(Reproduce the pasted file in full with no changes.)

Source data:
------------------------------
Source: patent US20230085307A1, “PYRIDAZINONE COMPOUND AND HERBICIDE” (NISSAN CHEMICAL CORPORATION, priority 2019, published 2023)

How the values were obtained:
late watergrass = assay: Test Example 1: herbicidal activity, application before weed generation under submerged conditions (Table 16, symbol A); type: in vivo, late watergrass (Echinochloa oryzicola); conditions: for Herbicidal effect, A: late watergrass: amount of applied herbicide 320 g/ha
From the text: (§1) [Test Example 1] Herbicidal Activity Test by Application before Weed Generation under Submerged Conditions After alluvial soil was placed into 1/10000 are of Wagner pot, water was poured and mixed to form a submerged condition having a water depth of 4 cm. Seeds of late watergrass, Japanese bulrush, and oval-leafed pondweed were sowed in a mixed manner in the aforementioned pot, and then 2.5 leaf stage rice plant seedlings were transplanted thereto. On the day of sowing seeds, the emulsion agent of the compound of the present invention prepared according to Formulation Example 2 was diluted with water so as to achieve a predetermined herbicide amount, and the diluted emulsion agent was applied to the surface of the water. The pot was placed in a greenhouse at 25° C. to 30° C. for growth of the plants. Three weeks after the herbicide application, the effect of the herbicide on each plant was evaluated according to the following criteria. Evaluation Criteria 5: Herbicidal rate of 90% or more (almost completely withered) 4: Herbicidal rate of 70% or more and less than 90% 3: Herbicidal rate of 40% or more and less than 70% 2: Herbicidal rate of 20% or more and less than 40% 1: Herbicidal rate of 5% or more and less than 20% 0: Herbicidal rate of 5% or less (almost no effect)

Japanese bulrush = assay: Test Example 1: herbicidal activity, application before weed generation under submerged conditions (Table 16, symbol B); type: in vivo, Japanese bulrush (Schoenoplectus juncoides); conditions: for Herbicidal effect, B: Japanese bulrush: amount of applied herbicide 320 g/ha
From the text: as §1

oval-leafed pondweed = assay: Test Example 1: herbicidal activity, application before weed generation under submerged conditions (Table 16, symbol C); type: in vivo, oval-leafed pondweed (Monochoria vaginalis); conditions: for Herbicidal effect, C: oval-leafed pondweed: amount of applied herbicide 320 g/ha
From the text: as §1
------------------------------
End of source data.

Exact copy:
Source: patent US20230085307A1, “PYRIDAZINONE COMPOUND AND HERBICIDE” (NISSAN CHEMICAL CORPORATION, priority 2019, published 2023)

How the values were obtained:
late watergrass = assay: Test Example 1: herbicidal activity, application before weed generation under submerged conditions (Table 16, symbol A); type: in vivo, late watergrass (Echinochloa oryzicola); conditions: for Herbicidal effect, A: late watergrass: amount of applied herbicide 320 g/ha
From the text: (§1) [Test Example 1] Herbicidal Activity Test by Application before Weed Generation under Submerged Conditions After alluvial soil was placed into 1/10000 are of Wagner pot, water was poured and mixed to form a submerged condition having a water depth of 4 cm. Seeds of late watergrass, Japanese bulrush, and oval-leafed pondweed were sowed in a mixed manner in the aforementioned pot, and then 2.5 leaf stage rice plant seedlings were transplanted thereto. On the day of sowing seeds, the emulsion agent of the compound of the present invention prepared according to Formulation Example 2 was diluted with water so as to achieve a predetermined herbicide amount, and the diluted emulsion agent was applied to the surface of the water. The pot was placed in a greenhouse at 25° C. to 30° C. for growth of the plants. Three weeks after the herbicide application, the effect of the herbicide on each plant was evaluated according to the following criteria. Evaluation Criteria 5: Herbicidal rate of 90% or more (almost completely withered) 4: Herbicidal rate of 70% or more and less than 90% 3: Herbicidal rate of 40% or more and less than 70% 2: Herbicidal rate of 20% or more and less than 40% 1: Herbicidal rate of 5% or more and less than 20% 0: Herbicidal rate of 5% or less (almost no effect)

Japanese bulrush = assay: Test Example 1: herbicidal activity, application before weed generation under submerged conditions (Table 16, symbol B); type: in vivo, Japanese bulrush (Schoenoplectus juncoides); conditions: for Herbicidal effect, B: Japanese bulrush: amount of applied herbicide 320 g/ha
From the text: as §1

oval-leafed pondweed = assay: Test Example 1: herbicidal activity, application before weed generation under submerged conditions (Table 16, symbol C); type: in vivo, oval-leafed pondweed (Monochoria vaginalis); conditions: for Herbicidal effect, C: oval-leafed pondweed: amount of applied herbicide 320 g/ha
From the text: as §1